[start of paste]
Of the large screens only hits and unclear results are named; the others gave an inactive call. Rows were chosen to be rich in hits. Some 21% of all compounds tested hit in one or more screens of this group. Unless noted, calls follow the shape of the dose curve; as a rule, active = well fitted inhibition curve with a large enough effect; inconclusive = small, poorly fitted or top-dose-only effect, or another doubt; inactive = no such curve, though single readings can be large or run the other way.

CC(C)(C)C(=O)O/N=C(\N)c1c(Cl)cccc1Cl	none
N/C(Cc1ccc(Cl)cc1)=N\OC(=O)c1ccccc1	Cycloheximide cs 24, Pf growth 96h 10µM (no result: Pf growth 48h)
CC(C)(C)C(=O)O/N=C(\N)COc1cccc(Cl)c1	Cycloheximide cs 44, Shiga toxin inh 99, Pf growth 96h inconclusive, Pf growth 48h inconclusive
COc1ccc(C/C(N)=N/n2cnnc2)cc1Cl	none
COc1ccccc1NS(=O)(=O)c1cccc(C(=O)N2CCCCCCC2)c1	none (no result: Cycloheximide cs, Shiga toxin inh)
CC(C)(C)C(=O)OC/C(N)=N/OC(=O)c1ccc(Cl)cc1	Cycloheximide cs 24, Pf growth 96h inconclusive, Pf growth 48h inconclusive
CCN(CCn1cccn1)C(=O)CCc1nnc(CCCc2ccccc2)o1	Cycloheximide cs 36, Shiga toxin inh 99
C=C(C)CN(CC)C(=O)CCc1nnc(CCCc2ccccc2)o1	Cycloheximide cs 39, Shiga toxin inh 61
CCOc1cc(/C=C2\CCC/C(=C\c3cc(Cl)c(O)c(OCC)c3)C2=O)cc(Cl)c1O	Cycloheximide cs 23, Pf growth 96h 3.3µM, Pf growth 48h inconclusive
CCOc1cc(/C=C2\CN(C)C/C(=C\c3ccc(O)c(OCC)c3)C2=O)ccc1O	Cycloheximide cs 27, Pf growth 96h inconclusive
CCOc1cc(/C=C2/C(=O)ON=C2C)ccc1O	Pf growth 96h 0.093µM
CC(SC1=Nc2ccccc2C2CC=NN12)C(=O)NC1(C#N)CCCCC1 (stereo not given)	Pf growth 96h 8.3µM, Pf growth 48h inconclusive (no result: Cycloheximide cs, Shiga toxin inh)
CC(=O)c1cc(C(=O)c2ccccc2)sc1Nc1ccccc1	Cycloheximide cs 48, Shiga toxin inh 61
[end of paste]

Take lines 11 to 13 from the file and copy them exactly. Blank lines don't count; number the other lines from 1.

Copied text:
CCOc1cc(/C=C2\CN(C)C/C(=C\c3ccc(O)c(OCC)c3)C2=O)ccc1O	Cycloheximide cs 27, Pf growth 96h inconclusive
CCOc1cc(/C=C2/C(=O)ON=C2C)ccc1O	Pf growth 96h 0.093µM
CC(SC1=Nc2ccccc2C2CC=NN12)C(=O)NC1(C#N)CCCCC1 (stereo not given)	Pf growth 96h 8.3µM, Pf growth 48h inconclusive (no result: Cycloheximide cs, Shiga toxin inh)